Test Drive: 2013 GMC Terrain Denali AWD car test drives reviews gmc
2013 GMC Terrain Denali AWD. Click image to enlarge
Related articles
Long-Term Test Arrival: 2013 Honda CR-V
Test Drive: 2013 Kia Sorento
Day-by-Day Review: 2013 Chevrolet Equinox
Day-by-Day Review: 2013 Hyundai Santa Fe Sport
Comparison Test: Compact Crossovers

Manufacturer’s Website
GMC Canada

Article by Steven Bochenek

Photo Gallery:
2013 GMC Terrain Denali AWD

When we bought our first car as a family we were overwhelmed, not just by the choice but the jargon as well. New parents, we were concerned most about safety, space, fuel consumption and what cool bling was included in the newspaper ad’s deceptively low price — only after these did we consider ‘driving dynamics’ and ‘performance’.

So how safe is the 2013 GMC Terrain Denali AWD? The USA’s Insurance Institute for Highway Safety (IIHS) gave the Terrain a Top Safety Pick in 2012. Air bags? Yes, but they’re just the price of entry. If you believe other drivers are the worst hazard on the roads you’ll appreciate these two standards.

First, rear-cross traffic alert warns you when you’re reversing and another driver is approaching, hopefully averting a rear-ending. (Competitor Infiniti JX offers a feature that goes further, automatically braking if you don’t react to its warning.)

Second, ‘blind zone alert’ lights up a little icon on your side-door mirrors when someone is in your blind spot.

The Terrain also has features that snap sleep-deprived parents back to attention when they drift out of a lane, or when someone cuts them off, threatening a collision up front. Trouble is, the beeps can become annoying — chances are good you’ll hate them fast — and you can easily (too easily?) turn both off from your steering wheel.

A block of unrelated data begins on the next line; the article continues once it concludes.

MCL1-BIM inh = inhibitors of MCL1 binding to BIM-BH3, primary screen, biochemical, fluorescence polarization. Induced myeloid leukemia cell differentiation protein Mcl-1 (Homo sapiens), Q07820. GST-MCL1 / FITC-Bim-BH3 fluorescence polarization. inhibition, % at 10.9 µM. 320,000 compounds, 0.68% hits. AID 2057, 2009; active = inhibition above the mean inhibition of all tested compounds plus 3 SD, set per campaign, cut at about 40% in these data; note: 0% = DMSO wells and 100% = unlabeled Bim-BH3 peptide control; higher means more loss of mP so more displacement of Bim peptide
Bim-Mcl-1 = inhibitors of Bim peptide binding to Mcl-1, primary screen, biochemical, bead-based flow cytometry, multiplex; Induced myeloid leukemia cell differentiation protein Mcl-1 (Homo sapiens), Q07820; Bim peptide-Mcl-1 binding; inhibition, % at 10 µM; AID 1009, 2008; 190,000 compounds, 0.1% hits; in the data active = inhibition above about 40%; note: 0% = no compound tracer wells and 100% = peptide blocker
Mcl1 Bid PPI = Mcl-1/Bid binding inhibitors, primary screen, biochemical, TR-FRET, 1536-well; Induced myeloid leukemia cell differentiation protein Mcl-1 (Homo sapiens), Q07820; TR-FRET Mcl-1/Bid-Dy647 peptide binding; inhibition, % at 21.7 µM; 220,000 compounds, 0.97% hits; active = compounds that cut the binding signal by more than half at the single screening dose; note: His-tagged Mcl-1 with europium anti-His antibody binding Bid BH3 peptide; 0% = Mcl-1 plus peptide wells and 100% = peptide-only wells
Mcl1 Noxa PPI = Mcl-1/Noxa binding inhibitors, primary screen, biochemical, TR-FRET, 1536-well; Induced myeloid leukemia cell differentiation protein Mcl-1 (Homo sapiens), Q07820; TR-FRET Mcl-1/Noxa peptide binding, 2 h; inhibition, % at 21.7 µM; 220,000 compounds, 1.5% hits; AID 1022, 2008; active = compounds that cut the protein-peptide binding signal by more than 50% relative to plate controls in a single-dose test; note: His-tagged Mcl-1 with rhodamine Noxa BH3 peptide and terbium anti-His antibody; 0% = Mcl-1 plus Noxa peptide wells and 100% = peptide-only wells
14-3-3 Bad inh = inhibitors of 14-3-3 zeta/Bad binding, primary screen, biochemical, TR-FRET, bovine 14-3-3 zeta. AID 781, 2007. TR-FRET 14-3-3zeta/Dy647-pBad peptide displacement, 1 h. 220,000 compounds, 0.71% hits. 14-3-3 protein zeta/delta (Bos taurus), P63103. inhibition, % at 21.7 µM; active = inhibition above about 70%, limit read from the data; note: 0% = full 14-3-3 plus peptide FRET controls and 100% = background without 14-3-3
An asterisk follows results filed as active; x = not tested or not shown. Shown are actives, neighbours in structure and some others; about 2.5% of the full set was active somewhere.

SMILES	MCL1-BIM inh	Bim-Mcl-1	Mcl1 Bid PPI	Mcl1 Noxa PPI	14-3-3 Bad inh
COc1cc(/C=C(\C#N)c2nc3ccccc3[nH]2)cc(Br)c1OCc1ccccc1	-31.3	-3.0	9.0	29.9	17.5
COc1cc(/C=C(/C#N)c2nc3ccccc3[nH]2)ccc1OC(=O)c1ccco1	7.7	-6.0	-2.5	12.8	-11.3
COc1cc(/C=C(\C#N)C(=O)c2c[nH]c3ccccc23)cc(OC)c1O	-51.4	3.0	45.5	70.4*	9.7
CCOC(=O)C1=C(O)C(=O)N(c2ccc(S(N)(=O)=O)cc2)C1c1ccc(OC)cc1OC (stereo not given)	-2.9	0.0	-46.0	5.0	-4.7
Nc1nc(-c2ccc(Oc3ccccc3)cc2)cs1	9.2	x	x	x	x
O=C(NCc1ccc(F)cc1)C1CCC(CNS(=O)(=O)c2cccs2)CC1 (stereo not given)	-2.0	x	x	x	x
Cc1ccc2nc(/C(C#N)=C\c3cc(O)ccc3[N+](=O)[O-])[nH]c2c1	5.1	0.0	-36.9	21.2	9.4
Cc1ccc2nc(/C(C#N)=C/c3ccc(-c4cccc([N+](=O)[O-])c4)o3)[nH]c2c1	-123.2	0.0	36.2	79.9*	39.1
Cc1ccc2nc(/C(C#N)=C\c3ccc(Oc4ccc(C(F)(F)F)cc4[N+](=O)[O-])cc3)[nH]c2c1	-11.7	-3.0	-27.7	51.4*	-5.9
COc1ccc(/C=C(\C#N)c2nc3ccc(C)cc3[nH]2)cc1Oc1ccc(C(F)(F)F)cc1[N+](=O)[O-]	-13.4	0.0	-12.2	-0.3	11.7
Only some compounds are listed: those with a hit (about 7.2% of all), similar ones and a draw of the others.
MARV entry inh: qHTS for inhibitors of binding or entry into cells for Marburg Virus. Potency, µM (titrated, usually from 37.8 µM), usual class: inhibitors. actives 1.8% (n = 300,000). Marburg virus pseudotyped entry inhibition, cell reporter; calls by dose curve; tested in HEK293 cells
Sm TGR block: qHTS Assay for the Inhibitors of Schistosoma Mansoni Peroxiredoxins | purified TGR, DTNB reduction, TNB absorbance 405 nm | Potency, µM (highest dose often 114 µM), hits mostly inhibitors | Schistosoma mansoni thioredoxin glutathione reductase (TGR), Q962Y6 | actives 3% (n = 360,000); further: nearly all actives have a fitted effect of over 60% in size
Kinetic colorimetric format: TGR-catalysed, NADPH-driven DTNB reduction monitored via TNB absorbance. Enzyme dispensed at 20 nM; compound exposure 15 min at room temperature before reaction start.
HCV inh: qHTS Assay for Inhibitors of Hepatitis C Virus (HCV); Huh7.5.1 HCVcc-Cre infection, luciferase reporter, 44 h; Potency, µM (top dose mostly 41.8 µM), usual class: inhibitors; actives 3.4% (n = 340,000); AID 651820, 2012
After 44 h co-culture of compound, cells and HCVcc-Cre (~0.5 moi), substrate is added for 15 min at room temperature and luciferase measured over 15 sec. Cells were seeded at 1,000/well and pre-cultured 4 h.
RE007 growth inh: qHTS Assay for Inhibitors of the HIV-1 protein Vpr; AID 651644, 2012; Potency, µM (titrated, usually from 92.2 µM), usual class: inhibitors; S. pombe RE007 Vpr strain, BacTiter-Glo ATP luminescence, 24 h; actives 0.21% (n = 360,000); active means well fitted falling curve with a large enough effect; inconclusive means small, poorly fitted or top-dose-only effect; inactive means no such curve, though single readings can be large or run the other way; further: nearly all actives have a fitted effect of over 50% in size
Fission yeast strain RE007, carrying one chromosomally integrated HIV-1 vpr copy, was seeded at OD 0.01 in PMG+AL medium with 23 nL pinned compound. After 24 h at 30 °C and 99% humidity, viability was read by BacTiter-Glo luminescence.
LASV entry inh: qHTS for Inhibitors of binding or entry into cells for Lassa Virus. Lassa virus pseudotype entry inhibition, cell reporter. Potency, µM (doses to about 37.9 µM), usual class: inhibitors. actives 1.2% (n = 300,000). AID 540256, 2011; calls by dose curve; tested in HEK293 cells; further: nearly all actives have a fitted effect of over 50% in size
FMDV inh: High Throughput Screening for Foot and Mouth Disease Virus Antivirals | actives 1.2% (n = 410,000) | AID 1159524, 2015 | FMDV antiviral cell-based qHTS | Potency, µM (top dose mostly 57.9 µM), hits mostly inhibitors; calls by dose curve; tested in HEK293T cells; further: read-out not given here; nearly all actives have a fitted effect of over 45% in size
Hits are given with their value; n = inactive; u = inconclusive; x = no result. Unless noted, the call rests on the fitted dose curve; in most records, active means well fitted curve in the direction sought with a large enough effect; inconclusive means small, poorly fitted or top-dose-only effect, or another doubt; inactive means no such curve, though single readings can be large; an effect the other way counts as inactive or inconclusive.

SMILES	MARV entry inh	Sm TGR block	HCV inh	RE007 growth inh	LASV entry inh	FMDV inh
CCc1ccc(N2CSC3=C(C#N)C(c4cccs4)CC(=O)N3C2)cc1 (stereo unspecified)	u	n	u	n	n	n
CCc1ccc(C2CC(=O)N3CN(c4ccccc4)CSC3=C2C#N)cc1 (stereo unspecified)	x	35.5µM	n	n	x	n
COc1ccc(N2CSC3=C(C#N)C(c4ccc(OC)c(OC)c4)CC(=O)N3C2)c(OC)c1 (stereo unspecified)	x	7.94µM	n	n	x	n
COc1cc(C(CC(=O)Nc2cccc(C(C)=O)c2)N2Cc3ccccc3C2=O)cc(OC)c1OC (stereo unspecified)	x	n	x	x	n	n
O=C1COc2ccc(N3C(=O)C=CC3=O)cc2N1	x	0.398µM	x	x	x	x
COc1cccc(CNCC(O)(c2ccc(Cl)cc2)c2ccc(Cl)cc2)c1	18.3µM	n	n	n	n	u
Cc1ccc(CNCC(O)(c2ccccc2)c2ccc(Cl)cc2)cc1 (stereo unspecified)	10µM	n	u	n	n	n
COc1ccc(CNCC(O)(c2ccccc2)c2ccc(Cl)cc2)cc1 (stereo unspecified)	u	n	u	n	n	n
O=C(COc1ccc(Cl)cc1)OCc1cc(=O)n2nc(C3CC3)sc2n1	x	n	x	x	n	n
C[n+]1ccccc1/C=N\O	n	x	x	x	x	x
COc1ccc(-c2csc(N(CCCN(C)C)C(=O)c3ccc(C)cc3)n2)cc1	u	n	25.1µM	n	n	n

Test Drive: 2013 GMC Terrain Denali AWD car test drives reviews gmc Test Drive: 2013 GMC Terrain Denali AWD car test drives reviews gmc
2013 GMC Terrain Denali AWD. Click image to enlarge

Electronic stability control (ESC) and traction control (TC) are computerized safety features. When your steering and direction don’t match — never a good sign — ESC automatically brakes whichever wheels require it for stability. TC kicks in, braking also or cutting power from the engine, when the wheels are spinning fruitlessly.

NB: Lots of driving enthusiasts deride these features as ‘nanny controls’ (there’s an easy-access button beside the gear stick to turn TC off, for some thrills on snow and gravel) but Transport Canada estimates that ESC could have reduced the number of crashes by 29 percent in 2006, with 225 fewer deaths and 755 fewer serious injuries.1 Small wonder then that both ESC and TC are standard with the Terrain — and with pretty much all their competitors these days. They save lives.

Speaking of traction, this Terrain has AWD, aka all-wheel drive. All-wheel drive is a popular feature that many Canadians have come to associate with safety. Power goes to all the wheels — hence the name — instead of just two, as in front-wheel or rear-wheel drive.

The Terrain also includes panic brake assist and hill hold assist. The former maximizes braking in milliseconds when it detects an emergency. (Most people don’t brake hard or fast enough when about to crash.) The latter prevents the vehicle from rolling backwards on a hill when you take your foot from the brake.

But beware the populist allure of AWD! It gets you started in spotty conditions but doesn’t help you stop if you’re going too fast. If most of your driving is urban, seriously consider whether you even need AWD. It’s optional — even with Denali, GMC’s premium leather-and-wood tier — adds 72 kg weight for a total of 1,873 (hello, gas pump!) and costs $1,950 extra.

Another consideration: before 2013, the luxury Terrain Denali model didn’t exist. Some people prefer a second or third generation product where the kinks have been sorted out — but nearly all Denali additions are cosmetic, so that’s not much of an issue here. If it were a computer system, that’s something else.

Connect with Autos.ca